The Proper Education
The bottom line is that you won't be able to secure bank compliance officer jobs if you lack the necessary educational requirements. This role is too important to a financial institution for them to trust it to anyone without a solid background in this area. At a minimum, you'll want a bachelor's degree in a banking- or finance-related field. Make sure that you have taken some classes on banking laws and government oversight because these areas are going to be crucial for you to understand the position.
If you don't wish to develop a banking background, consider going into financial law. Many of the best people who find bank compliance jobs in this industry come from the law field. One way you can get started is to complete a bachelor's degree in banking and then head on to law school. Remember, you don't necessarily need a pre-law major to get into one of those schools.
Of course, you don't want to be well-educated in just one area. Because you will be working with others in the institution and those who oversee the bank, you will need strong communication skills and increased levels of confidence. Completing at least one public speaking course and participating in a Toastmaster's meeting could be excellent preparation.
Finally, be sure you can pay attention to details. One of the best skills to master is your ability to pay attention to small details and spot discrepancies. That's because a big part of your job will be reviewing numbers and looking for possible problems.
The Proper Background
While education is important, most compliance officers do not just walk into the bank, hand over a resume, and get hired. Instead, they usually work their way up from a different management position in a financial institution. That means you'll need to have some hands-on banking experience.
One way to acquire some of that experience is through an internship. Many colleges can connect you to an appropriate internship, but that's not your only option. Many of the larger banks and financial institutions allow people to apply for internships. The competition is often fierce for these slots, so be prepared to demonstrate that you have what it takes to make a difference in the company and to meet its needs.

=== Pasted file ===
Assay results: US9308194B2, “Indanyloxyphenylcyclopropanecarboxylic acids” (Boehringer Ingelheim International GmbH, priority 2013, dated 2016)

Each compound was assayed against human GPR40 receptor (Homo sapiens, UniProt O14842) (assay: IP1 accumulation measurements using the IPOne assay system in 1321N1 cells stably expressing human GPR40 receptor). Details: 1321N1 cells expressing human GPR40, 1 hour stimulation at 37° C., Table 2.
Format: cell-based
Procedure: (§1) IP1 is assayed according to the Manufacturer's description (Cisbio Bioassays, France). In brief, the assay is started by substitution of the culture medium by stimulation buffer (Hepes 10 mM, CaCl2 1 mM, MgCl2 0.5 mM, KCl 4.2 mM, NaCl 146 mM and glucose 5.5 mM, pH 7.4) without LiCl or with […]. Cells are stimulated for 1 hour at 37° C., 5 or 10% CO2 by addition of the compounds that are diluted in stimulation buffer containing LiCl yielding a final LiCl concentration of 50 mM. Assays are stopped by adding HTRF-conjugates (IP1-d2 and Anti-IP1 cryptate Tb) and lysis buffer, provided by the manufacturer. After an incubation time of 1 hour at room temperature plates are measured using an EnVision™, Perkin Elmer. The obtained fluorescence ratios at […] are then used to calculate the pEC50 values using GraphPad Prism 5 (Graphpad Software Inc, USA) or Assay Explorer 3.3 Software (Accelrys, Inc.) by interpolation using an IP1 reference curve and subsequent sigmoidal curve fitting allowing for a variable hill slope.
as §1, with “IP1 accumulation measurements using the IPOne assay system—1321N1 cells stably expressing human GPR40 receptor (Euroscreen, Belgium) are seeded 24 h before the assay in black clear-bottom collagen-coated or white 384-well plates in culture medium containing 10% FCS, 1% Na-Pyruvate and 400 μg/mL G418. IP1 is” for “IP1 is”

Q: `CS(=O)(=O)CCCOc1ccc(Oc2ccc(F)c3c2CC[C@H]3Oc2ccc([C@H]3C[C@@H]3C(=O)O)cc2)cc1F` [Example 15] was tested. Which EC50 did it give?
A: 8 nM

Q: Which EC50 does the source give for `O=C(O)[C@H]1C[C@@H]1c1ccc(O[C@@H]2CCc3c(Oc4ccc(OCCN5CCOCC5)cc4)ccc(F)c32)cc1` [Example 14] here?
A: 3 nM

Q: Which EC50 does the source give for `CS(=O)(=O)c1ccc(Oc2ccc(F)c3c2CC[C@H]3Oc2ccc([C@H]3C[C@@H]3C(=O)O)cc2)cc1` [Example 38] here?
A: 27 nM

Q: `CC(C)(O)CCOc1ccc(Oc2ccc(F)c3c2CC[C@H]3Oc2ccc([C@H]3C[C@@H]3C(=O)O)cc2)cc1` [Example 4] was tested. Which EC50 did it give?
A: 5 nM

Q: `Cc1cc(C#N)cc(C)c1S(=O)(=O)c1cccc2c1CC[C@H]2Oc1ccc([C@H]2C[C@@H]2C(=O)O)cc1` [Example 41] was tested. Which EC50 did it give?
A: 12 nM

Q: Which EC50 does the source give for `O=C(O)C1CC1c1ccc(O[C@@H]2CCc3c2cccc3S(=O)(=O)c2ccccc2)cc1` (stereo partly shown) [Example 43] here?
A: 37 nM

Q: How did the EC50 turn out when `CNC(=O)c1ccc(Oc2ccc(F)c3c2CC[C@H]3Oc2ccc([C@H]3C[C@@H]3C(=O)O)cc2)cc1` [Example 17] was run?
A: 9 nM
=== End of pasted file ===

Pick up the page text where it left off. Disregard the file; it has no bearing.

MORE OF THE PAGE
If you successfully complete an internship, you will be able to network with people who may be able to help you land a good position within the bank or who will provide a priceless reference at a later point in your job search.
Finding a Position
One of the best ways to get a spot in a bank that will eventually lead to compliance management is through an internship or entry-level position. Many banks promote people from within because they know the workings of the bank and the industry. However, this is not always the case.
Of course, many people prefer to search for compliance jobs directly without having much banking experience. There's nothing wrong with that approach, but it can make finding available positions more of a challenge.
The best way to begin is by using an Internet site dedicated to the compliance field. This is a good idea because there are many financial institutions that require compliance officers which you may not have considered before. With the proper site you can enter job specifics that will help you locate your ideal positions and then apply for them.
In terms of the application process, this varies from bank to bank. Most will begin with a basic review of your resume. This process is simply to weed out people who lack the education and experience needed to do the job. If you have what you need, you'll be able to pass on into the next stage, which most likely means an interview.
The interviewing process can be lengthy because at each stage more candidates are being weeded out until only the cream of the proverbial crop will remain. A number of different people may interview you in the facility, including the human resources manager and others in compliance. Additionally, upper management may interview you. During the interviews, expect to be asked specific questions about regulations and laws governing the industry. These questions will be crucial because they are testing your knowledge.
Finally, when you are offered a position you're going to need to negotiate an offer. The first offer is rarely the best one you can receive, unless you are lacking any of the basic requirements needed for the position. Don't hesitate to make a counter offer, but do be aware that if they withdraw their offer you may lose the position altogether. Negotiations can be tricky and a bit scary, but you deserve to be paid what you are worth.